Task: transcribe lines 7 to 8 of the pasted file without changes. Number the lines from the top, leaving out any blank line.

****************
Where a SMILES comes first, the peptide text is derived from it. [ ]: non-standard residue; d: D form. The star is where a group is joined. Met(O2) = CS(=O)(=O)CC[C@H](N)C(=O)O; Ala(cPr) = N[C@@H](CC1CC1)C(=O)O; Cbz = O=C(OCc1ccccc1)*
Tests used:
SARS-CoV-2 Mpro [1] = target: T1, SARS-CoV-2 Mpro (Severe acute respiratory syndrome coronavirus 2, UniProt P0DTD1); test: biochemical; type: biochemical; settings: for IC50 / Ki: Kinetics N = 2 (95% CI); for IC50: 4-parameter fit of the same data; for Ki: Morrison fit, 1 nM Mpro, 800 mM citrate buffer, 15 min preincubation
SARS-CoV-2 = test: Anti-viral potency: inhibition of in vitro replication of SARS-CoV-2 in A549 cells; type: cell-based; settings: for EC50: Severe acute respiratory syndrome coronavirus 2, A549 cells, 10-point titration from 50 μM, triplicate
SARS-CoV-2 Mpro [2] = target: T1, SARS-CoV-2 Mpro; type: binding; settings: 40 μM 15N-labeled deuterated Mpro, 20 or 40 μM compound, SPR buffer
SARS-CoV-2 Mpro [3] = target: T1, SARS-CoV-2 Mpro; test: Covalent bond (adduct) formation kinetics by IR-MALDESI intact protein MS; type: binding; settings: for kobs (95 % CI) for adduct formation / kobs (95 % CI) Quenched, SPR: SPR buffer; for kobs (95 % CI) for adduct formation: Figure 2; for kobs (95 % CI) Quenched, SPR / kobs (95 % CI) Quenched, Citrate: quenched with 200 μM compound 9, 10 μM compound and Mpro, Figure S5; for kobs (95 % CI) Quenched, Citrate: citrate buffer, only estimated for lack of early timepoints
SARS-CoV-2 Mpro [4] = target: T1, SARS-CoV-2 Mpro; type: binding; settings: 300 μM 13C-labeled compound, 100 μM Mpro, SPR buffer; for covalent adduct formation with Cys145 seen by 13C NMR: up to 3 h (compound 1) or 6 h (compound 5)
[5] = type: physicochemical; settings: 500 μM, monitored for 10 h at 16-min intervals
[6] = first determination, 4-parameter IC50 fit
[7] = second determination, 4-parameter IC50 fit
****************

SARS-CoV-2 Mpro [4] = target: T1, SARS-CoV-2 Mpro; type: binding; settings: 300 μM 13C-labeled compound, 100 μM Mpro, SPR buffer; for covalent adduct formation with Cys145 seen by 13C NMR: up to 3 h (compound 1) or 6 h (compound 5)
[5] = type: physicochemical; settings: 500 μM, monitored for 10 h at 16-min intervals